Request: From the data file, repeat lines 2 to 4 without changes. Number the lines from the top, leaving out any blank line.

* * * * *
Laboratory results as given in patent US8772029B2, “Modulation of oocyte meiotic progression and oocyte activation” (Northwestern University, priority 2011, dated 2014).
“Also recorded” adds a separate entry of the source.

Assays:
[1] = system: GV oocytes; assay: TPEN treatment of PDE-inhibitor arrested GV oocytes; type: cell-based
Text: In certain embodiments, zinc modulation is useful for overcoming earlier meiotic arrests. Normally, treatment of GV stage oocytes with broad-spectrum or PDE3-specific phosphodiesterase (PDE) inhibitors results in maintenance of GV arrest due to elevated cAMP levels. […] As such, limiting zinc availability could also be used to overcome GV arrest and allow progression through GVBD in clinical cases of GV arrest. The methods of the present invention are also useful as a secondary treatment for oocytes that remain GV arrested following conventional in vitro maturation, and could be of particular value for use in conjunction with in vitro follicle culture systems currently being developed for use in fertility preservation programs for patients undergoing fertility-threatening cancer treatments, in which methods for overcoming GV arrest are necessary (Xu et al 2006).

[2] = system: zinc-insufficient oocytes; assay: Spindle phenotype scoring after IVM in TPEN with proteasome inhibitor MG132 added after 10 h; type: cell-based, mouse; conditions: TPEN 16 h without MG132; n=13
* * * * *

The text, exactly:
“Also recorded” adds a separate entry of the source.

Assays:
[1] = system: GV oocytes; assay: TPEN treatment of PDE-inhibitor arrested GV oocytes; type: cell-based